I was impressed – the “hook and bullet” magazines wouldn’t touch this issue, nor would most of their writers.
Tanner knows the political clout that the sporting community carries, especially in rural areas and “red” states.
Hunters and anglers have a long history of conservation and political action – but they have been largely absent when it comes to climate change.
Tanner leapt in with a passion, perhaps for the same reasons that draw many of us to be climate activists.
“I am not a doom-and-gloom guy, but I realized if things kept on this trajectory, there would be no hunting and fishing in a 100 years,” he says. “I’ve always felt like we have a moral duty to act as stewards and caretakers. When my son was born, though, it took things up a notch. Those ‘future generations’ we all talk about suddenly had a face and a name.”
“Hunters should talk to hunters, evangelicals should talk to evangelicals, military should talk to military,” he says. “Groups should focus on their base and not stray too far afield.”
Common sense? Perhaps. But so often large environmental organizations believe they can partner with anybody. Easier said than done.
Tanner knows the terrain here. He writes stories on climate change for outdoor magazines. He’s at outdoor conventions and industry trade shows. He meets with some of the biggest names in outdoor sport, but also spreads the message along trout streams.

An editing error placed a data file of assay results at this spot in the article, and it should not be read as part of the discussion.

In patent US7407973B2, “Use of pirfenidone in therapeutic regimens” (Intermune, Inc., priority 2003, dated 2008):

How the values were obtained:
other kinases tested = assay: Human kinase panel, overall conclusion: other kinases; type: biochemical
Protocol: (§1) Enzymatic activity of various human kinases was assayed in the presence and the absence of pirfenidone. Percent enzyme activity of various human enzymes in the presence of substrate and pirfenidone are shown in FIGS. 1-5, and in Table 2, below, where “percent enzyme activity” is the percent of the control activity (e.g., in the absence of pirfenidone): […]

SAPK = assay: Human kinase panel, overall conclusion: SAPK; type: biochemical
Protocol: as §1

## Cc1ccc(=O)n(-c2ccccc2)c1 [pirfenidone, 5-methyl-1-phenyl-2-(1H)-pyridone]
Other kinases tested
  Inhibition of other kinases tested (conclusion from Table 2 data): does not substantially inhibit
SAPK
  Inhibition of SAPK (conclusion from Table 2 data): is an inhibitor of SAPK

To an environmentalist, some of Tanner’s tactics can seem, well, unconventional.
I once moderated a panel where he spoke to a crowd comprised of avid hunters. When the time for questions came, the inevitable climate change deniers hogged the podium.
Then Tanner stood up and offered a new shotgun to anyone in the room who could produce peer-reviewed evidence to back up the denial.
He makes this offer frequently. He has yet to pay out.
The hunters paid attention.
“Lay people want to understand scientific concepts, but at the same time they want those concepts to be clear and concise and free from caveats and qualifiers,” he says. “My job is to translate for them – to share information in a way they can understand.”
He has an array of evidence that hits at what sportsmen and sportswomen care about: Rivers getting warmer. Water levels getting lower. Shifting duck migrations. Altered big game patterns.